FeaturedIn the ApiaryPractical Advice

The Apiary in May

As we move into the warmth of spring with longer days and plenty of blossom, the season has really started well with many strong colonies surviving the winter.  But beware – start those 7 day inspections or you will be chasing swarms and casts all over your neighbourhood.

It never fails to surprise me how soon folk find out you have started to keep bees and become the local expert – especially when they have ‘your swarm’ in their garden!

The bees are not the only insect getting busy as the Queen Wasps and European Hornets have also had a good winter and are breeding well.  This doesn’t bode well for Autumn predation  but more advice on that another time. The below picture was taken when a European Hornet decided to have a rest on my stack of supers she was one ‘big girl’ so I left her well alone!

European Hornet Queen taking a rest …

As the Queens start to breed at full speed and the nectar flows, make sure you have plenty of supers on, either drawn frames or foundation. If you don’t, you the Beekeeper, will just force them to swarm as they fill the Brood chamber with food and the number of worker Bees increases as time passes.

On the other hand they may just take the initiative after collecting a couple of supers full of spring honey and then decide to go.

They don’t always wait to cap  Queen cells before they leave, but an early sign is the breeding of drones.

As a lot of Beekeepers say that their bees never swarm, mine have caught me out this month on several occasions!

Running in a swarm

If on one of your 7 day inspections you find Queen cells with grubs in, floating in a white bath of Queen food, you have to take some sort of action or they are going to swarm.

I will first move the Brood chamber full of Brood and Queen cells to another site nearby and put an empty Brood chamber on the original site.  This helps to reduce the number of flying bees I’m dealing with and gives me a chance to find Her Majesty before she leaves with a swarm.

Then I find a comb with Grubs  and Brood, shake all the bees off  so I can find and remove any Queen cells, put that comb back onto the original site and fill the rest of the Brood-chamber  with Foundation.

The trick is then to find the “Marked Queen”  and put her back onto the original site with a spare Queen Excluder under the Brood-chamber so she cannot escape.

If all goes well I leave it to settle for a couple of hours and then split the original Brood chamber into Nuc’s ready to breed this years’ Queens.

But as we all know they don’t always follow what we think they should do, and go and swarm anyway – normally at about 1300hrs.

If you find a swarm in the garden carry out the above  procedure and run them back into the brood chamber on the original site and the comb of Brood should, hopefully, persuade them to stay.

Place the full supers back on with a spare one underneath and the workforce in the hive with no Brood to look, after will fill another super and draw out all that foundation in the broodchamber.

But if they do swarm and you miss them, please don’t ignore what is left behind in the hive or you’ll get small casts leaving on a regular basis debilitating the remaining colony which may not survive the Autumn wasp attack.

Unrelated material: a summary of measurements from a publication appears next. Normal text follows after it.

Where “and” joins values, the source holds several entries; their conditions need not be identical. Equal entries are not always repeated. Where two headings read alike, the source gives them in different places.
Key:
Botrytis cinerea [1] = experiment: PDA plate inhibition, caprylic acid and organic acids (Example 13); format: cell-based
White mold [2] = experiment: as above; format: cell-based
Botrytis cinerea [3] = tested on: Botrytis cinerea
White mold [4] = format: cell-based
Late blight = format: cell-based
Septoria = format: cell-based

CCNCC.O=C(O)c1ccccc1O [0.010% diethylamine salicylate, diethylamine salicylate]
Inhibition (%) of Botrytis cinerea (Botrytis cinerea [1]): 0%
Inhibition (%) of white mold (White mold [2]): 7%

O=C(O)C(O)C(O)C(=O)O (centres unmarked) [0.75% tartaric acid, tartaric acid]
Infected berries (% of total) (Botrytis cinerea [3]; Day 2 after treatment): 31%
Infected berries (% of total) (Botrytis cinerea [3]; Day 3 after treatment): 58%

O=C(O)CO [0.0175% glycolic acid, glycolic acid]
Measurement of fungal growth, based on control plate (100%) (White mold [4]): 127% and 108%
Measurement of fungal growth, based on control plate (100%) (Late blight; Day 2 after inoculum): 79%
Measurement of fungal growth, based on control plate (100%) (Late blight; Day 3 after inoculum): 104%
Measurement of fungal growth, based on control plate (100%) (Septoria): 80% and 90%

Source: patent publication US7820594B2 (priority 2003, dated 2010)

Cast Swarm

You can either split the colony into Nuc’s or go through and choose a beautiful big Queen cell and destroy the rest.

Once I’ve found my best Queen cell I check the rest of the frame carefully and destroy any others I find.  I then go through all the remaining frames shake all the bees off and destroy all the other Queen cells.

You then leave well alone, after reducing the entrance, for two weeks and if weather has been fine the one Queen cell you left hopefully will have hatched, mated and started to lay.

This is the time to find and mark her when there are few workers in the hive to hide amongst.

As we approach the end of the month we may find we run into the “June Gap” when there is little nectar about as the spring flowers fade and the summer flowers have yet to bloom.  The Oil Seed Rape will by this time have faded and finished, so time to start the first extraction before it chrysalises in the comb when it becomes difficult to spin out and the entire comb has to be melted down.

Last year there wasn’t really a “June Gap “  before the heat of the summer arrived and dried everything up, but if you have small Nucs and take the first crop of honey off be aware you may find hungry aggressive bees in your hives.  Feed weak syrup if necessary

Cleaning a Poly Nuc

Those of you that over wintered bees in Poly Nuc’s have the problem of how to sterilise them before you use them again this season.  I will use a steam wall paper stripper to start the process, scrape off any excess and then soak them in Soda Crystals for 24 hours.   Well, the ‘Plastic Dust  Bin’ the local authority provides is ideal and it also ends up much cleaner and ends up smelling much better!

Cleaning Poly Nucs

The only problem is you have to weigh down the ‘floating Nuc’ with bricks or other heavy objects as the lid will not close.

When finished I take up my man hole cover and bucket the dirty soda water down the drain.

Wash the Poly Nuc down with a hose leave it to dry and all is ready for that Queen breeding in June.

When we plan our season ahead, planning what and when you intend to take action depends on the weather and what the bees have decided to do in that season.  Those of you who intend to follow the Association Apiary example and breed from your best dark local bees need to plan ahead ready for next month.  If you don’t ‘Failing to plan is going to lead to planning to fail’

The person who planted these two Yew Trees outside the door of the Church just didn’t plan far enough ahead……

Next month – Queen Breeding.

This website uses cookies. By continuing to use this site, you accept our use of cookies.